The magic of these is that they are active depictions of you. They are how you look, but also how you feel. They are like a collage on one sheet of paper, with you choosing the poses, moving and grooving, and me capturing some of that individual energy on paper.

People I have drawn before said other people came through too; a beloved grandma creating a warm shadow, or a younger self, still present today.

Making the drawing is an intimate and special process. I draw you at my studio, and you can give me feedback part way through on what is missing, or what you’d like me to add. I can also draw from photographs to layer up other people, places or objects.

I make drawings with charcoal, pencil, graphite and pastels. They can be black and white, or have colours added. The process is full of risk and excitement, and presence. It’s a live adventure to see what will come through, and a really creative process we can enjoy together.


How much will this cost me?

I’ve decided to charge for these drawings on an hourly basis. Which means that you will:

  • Get a much cheaper drawing than you usually would!
  • Be in control of how much it costs because we decide together how many layers and therefore how much time it will take.

We can also negotiate size and price so that it’s something you are comfortable with at the beginning. I also do some forms of exchange for things I need on occasion, so get in touch and we can discuss options.

A drawing like the ones pictured will involve a two hour sitting, or me working from photos, and will cost a total of $450.00


When can I book in for a session?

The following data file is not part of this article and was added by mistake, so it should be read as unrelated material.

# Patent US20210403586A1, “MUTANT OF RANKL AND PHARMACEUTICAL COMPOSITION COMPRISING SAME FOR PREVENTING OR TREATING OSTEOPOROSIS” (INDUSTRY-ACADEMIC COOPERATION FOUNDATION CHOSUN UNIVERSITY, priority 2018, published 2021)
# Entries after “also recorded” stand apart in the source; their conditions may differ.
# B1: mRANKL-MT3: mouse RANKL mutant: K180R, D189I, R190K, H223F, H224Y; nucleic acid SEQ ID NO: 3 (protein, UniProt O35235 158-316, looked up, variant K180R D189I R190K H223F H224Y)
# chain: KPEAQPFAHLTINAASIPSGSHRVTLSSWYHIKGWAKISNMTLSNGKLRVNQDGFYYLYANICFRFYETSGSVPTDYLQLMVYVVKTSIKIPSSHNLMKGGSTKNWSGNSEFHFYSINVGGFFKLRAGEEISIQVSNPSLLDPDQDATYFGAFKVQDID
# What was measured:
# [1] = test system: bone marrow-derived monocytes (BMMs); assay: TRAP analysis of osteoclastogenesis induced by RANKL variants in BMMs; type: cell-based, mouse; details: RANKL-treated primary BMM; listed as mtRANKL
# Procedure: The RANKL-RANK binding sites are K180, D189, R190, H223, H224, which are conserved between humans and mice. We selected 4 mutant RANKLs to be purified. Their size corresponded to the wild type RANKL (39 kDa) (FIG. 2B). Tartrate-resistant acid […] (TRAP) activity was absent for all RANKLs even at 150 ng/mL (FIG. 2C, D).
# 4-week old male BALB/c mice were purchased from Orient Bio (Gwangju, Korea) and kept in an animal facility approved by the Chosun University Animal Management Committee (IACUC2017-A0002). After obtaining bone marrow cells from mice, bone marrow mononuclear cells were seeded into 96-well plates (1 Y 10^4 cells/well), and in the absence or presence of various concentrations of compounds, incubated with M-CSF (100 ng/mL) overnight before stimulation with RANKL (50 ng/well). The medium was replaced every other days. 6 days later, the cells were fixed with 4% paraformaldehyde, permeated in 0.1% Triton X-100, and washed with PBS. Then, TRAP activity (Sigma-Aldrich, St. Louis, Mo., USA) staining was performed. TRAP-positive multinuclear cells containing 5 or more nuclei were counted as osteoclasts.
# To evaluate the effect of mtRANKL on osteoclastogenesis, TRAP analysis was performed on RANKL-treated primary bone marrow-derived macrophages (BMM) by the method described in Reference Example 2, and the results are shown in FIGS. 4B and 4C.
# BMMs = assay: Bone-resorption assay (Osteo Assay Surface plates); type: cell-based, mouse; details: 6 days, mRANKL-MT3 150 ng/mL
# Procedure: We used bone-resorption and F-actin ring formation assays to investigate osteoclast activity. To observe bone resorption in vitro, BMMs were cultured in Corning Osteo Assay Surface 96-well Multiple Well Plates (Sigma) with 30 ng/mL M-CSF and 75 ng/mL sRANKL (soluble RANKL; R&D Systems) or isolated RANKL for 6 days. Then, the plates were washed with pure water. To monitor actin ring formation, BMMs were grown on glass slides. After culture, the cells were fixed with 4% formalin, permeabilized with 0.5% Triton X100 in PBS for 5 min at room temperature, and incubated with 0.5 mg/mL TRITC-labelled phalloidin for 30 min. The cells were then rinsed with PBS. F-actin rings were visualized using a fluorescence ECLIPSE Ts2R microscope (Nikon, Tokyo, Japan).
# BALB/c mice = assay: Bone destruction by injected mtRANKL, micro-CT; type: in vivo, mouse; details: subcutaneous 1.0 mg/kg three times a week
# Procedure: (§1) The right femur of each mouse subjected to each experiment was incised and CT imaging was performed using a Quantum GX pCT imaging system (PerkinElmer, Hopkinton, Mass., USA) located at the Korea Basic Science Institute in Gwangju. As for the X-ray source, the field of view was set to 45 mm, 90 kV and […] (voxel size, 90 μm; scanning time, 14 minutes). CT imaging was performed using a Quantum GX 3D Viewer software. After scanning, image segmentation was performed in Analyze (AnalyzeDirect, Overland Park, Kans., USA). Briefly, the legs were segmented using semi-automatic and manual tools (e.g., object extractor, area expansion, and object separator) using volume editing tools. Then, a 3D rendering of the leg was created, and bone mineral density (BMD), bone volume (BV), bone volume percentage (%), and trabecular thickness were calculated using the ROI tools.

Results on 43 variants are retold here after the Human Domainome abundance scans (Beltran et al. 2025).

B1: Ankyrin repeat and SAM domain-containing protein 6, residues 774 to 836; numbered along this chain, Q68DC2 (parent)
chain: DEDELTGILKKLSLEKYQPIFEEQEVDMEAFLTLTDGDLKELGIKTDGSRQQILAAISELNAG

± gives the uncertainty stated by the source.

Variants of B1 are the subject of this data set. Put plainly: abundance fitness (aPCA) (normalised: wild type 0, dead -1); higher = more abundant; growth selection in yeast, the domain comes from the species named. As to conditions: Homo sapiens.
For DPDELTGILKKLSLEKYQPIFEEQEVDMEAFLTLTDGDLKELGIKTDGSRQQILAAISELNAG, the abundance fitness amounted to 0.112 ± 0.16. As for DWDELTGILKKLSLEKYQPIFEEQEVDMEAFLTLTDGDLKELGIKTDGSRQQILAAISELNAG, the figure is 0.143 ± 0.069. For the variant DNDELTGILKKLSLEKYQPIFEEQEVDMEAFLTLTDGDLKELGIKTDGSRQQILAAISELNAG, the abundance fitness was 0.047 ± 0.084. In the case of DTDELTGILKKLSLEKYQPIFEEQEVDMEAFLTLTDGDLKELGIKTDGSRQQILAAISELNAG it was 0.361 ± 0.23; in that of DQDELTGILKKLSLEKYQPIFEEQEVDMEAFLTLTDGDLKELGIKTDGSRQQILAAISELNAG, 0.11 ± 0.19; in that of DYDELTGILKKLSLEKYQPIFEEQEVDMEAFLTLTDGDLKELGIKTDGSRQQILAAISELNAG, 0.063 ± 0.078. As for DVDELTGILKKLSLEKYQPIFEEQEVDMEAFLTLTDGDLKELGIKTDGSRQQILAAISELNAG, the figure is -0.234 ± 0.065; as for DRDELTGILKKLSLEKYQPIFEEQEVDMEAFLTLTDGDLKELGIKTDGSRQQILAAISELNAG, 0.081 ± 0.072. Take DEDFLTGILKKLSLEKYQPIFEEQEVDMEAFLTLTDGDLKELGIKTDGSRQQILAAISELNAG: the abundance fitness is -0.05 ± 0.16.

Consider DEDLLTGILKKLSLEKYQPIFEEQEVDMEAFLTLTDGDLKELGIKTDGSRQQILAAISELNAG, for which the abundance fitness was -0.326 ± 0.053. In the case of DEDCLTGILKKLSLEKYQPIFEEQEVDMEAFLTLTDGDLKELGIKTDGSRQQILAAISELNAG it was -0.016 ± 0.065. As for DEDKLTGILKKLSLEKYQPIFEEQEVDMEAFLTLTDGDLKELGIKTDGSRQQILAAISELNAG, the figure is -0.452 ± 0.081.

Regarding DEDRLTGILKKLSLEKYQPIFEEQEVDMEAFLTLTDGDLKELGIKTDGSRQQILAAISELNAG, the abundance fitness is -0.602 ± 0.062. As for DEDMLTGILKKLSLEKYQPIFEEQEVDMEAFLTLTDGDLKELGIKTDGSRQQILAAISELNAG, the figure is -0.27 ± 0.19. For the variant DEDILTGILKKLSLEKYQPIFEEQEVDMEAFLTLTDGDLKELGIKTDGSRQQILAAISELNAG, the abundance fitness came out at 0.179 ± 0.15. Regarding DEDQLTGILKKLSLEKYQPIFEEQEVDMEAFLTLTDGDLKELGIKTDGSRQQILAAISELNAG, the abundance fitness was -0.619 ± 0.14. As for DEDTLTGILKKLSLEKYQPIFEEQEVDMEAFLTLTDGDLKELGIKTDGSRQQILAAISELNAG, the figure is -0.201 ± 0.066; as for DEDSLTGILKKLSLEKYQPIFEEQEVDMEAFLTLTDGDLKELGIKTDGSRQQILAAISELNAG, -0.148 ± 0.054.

As soon as you like! We will work out a time that suits us both, and book you in.

My studio is in central Wellington, and has some wheelchair accessibility with a lift, but it has a step and heavy door on the ground floor so some assistance would be necessary, which I can provide.

Contact me on

Interviews from Intimacy stages / Active Empathy, Auckland

Drawing, Essays, Gender, installation, Poetry, Queer, Uncategorized, Writing


I did two interviews; one with Artists Alliance, one with Phantom Billstickers, about this project. Read more here:

Interview | Sian Torrington

We Don’t Have to Be The Building at Silo 7 Auckland

Drawing, Drawings, feminism, Gender, Poetry, shows

With the help of GABA, Phantom Billstickers, Artist Alliance and Auckland City Council, we took all 16 works to Auckland as large scale posters that were installed in Silo 7 on the waterfront. It was an amazing experience to simply send a file to be printed rather than the usual carrying masses of drawings, sculptures and materials with me to install. Now I am wondering where else we could go……. here are some images.


Intimacy Stages / Active Empathy


Intimacy Stages / Active Empathy – a show of feminist, gender queer embodied drawings, sculptures and drawing sessions. Studio One – Toi Tu, at 1 Ponsonby Rd, Auckland, open 11am-7pm for three days, 23, 24th, 25th Feb, 2017.

Tonight Weds 22nd Feb we opened this show of drawings and sculptures at Studio One Toi Tu at 1 Ponsonby Rd, Auckland. It is a collection: drawings from We Don’t Have to Be The Building, from Self-Portrait, and also new works. When I started collecting the works to bring, some of of them said I’m not ready. So we spent more time together, layering our bellies, finding our knots. We rubbed and added and tore and lay together. All of the self-portraits of all of the beings, here now.

For the next three days I will be drawing 14 people who will sit with me, move, breathe, be. I’ll draw whatever they offer me, and however they are. It is another form of intimacy through this drawing and creative process. It is an honour.

When you do not see your body, desire or sexuality represented, it is imperative that you represent it yourself, and as honestly and in as much of its complexity as you possibly can. This show at Auckland’s Studio One brings together individual reflection and collaborative making in a mass of drawings, experiments and trials. Acknowledging the complexity of our genders in queer, feminist and gender queer bodies.

Resisting censorship and taking risks, because intimacy involves so much risk; the pressure; the invitation to strangers; the trust; the vulnerability; the offer; the hope are on offer.